Because paper-based games seem readily easy to make and modify, I wanted to learn more about the process. In August 2013 I had the opportunity to playtest a nondigital game called Socratic Smackdown. It is an “energetic discussion-based humanities game” called Socratic Smackdown (Institute of Play, 2014). Teams of four or six students engage in a gamified Socratic discussion. Textual evidence must be made to support claims. The game builds argumentative thinking skills—a Common Core State Standard for English language arts. Mission Lab at the Quest to Learn school designed the game in collaboration with teacher Rebecca Grodner. She even used it for her school’s “boss level” (end of trimester challenge) as a method for discussing dystopian novels in small reading groups. The rules were changed, with limits restricting what students could do or say. The remix was dubbed Socratic Crackdown, and hosted by Grodner dressed as the Hunger Games’s Effie Trinket. I was curious about how Mission Lab designed game-like learning experiences. Katie Salen, founder of the Institute of Play and Quest to Learn, explained the process to me. She said:
It starts with the learning outcomes, the kinds of actions of “doing.” If you see a kid doing something, you say, “Ah! They get this. They understand this concept.” Start there. Ask what are the types of situations or actions I could get a kid to do that? Ask what would provide a practice space for ways of doing, ways of thinking. Socratic Smackdown came out of that early vision. When we see kids making arguments and debating, we ask what situations can they be put in to arrive at that? That’s how you make games and map out the experiences.
I spoke at length with Mission Lab’s Shula Ehrlich, co-designer of Socratic Smackdown. We spoke in January 2014. Ehrlich first heard about Quest to Learn and Institute of Play while taking classes at Parsons the New School for Design in New York City (Katie Salen taught at Parsons prior to her current position at DePaul University in Chicago). She saw the power of games in engaging students and she wanted to be part of that initiative. After 4 years at the Institute, she became a lead designer. A lot of what she designs is close to project-based learning; some of the designs are more game-like than others.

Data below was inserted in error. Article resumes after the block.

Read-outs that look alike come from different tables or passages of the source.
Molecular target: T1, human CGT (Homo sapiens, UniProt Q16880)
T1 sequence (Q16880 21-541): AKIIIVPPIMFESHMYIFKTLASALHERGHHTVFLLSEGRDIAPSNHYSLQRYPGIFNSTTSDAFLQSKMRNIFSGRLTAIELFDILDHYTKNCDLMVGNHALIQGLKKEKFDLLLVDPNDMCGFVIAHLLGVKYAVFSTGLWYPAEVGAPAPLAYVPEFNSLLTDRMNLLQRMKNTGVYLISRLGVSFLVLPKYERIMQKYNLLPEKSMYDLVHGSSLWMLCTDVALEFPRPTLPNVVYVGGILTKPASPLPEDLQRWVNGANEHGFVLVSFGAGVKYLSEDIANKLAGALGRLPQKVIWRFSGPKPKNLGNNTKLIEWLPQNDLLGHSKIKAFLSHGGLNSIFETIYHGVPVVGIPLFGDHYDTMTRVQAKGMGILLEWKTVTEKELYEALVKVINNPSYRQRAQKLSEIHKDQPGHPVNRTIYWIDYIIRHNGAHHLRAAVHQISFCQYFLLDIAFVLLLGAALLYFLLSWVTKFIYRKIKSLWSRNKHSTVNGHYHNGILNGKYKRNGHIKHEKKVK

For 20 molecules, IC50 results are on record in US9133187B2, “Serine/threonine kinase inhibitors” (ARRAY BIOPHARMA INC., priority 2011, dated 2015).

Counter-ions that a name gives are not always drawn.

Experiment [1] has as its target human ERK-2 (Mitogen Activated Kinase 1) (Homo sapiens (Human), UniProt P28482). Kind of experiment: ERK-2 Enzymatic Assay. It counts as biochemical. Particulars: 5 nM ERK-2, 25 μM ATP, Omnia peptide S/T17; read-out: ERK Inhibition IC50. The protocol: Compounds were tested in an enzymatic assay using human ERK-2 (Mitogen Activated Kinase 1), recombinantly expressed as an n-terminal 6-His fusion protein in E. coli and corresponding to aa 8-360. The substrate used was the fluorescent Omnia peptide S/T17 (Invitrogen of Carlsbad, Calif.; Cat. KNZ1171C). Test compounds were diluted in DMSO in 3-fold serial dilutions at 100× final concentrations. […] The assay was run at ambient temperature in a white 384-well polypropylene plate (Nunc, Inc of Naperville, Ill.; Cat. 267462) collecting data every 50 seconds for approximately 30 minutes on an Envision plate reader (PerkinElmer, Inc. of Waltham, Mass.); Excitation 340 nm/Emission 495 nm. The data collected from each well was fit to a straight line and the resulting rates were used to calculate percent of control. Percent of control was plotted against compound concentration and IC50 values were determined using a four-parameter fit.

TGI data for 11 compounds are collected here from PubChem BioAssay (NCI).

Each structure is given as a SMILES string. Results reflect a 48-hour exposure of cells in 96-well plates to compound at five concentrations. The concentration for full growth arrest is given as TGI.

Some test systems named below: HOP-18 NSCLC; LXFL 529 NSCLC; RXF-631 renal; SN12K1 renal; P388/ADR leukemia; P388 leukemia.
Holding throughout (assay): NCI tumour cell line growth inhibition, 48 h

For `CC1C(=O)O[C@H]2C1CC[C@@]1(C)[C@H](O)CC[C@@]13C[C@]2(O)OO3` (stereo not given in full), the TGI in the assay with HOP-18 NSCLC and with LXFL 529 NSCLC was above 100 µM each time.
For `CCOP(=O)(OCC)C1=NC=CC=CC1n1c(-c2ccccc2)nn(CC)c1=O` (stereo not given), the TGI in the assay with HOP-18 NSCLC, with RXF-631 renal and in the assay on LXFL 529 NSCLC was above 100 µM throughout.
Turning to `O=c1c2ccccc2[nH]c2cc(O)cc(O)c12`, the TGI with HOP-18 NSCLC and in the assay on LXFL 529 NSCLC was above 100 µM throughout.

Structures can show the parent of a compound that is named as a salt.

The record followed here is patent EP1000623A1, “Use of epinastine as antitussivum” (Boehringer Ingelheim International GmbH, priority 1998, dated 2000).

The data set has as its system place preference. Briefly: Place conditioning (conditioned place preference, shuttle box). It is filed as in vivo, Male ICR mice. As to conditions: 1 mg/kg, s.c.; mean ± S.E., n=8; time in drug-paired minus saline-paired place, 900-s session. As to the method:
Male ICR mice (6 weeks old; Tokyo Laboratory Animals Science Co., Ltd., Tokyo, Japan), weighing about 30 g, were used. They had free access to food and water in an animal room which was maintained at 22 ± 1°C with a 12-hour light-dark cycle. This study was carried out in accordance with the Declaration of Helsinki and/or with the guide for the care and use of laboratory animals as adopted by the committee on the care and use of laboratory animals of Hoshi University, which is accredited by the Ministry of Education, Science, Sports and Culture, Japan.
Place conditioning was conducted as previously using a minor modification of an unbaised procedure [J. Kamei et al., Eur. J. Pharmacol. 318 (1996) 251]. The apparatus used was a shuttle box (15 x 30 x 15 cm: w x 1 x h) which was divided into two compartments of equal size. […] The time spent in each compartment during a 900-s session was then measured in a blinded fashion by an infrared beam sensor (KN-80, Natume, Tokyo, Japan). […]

Quest to Learn uses about 95% paper-based games, although they are moving more towards digital. They do have a MinecraftEdu server, and teach digital game design and systems thinking with Gamestar Mechanic. Mission Lab is the Institute of Play’s design studio situated within its Quest to Learn school. The team is comprised of game and learning designers. They give full- time support to the game-like curriculum. Mission Lab works collaboratively with teachers; each teacher is paired with one learning designer and one game designer. They meet once or twice a week to develop a curriculum and to develop games to be used in the classroom. Most of the original games are nondigital, and often involve cards, dice and/or game boards. Ehrlich told me that they “really like paper-based because teachers and students can modify the games; digital is a black box to most people.” Teachers with little to no background knowledge of game design can modify or adapt a nondigital game more easily than a video game. Paper-based games have a low barrier to use, allowing for iteration from year to year. Mission Lab games offer students different possible scenarios. Ehrlich described the process:
We call it exploding the game. Stretching out the capacity of the game as a teaching tool. I think it’s more powerful than playing a game once. The important thing is what surrounds a game. It’s not one discrete thing you play and that’s it. A game is situated in a larger learning trajectory. There are lessons before, related activities, and a period of rolling out pieces of the game.
Ehrlich gave me an example of “exploding a game.” She described the 7th-grade math game Absolute Blast. It is a card game about rockets that teaches the concept of absolute value. In the game, every player has three rockets and needs the highest absolute value to shoot into space. It teaches adding, subtracting, multiplying, and dividing integers, as well as negative and positive numbers. Ehrlich explained:
To explode it, the teacher rolls out a simplified version: just one rocket instead of three. You only play the cards on your own board, not others. This gets students acclimated to the rules, the basic structure of the gameplay, and math concepts. Then there is more teaching and related activities, and then back to the game, which becomes more complicated. After that the kids reflect until, finally, the full version.
Once a game is exploded, Quest teachers—like other educators—assess student learning. The teacher gives the class a piece of paper with a picture of a frozen game state and asks, “What would you do in this scenario? What would each player do in this scenario? Explain your reasoning.” Here the teacher is asking the student to reflect on game strategy as well as underlying skills. Both are higher-order challenges; the game-related question puts the learning in an authentic context. Ehrlich summed it up concisely: “We think of exploding the game as before gameplay, during gameplay, and after gameplay.”
After researching paper prototyping, I was inspired to create a student center. After all, student-created games meet many Common Core State Standards—plus, it is a fun activity! I purchased inexpensive plastic drawers and filled them with different game artifacts. The station currently contains several inexpensive items:
• Dry erase spinners
• Dry erase whiteboards
• Plastic poker chips (for game tokens—not gambling)
• Novelty eraser caps (useful as game pieces)
• Different sizes of blank index cards
• Color folders, to be used as game boards
• Toy money
• Several sets of dice—and not just 6-sided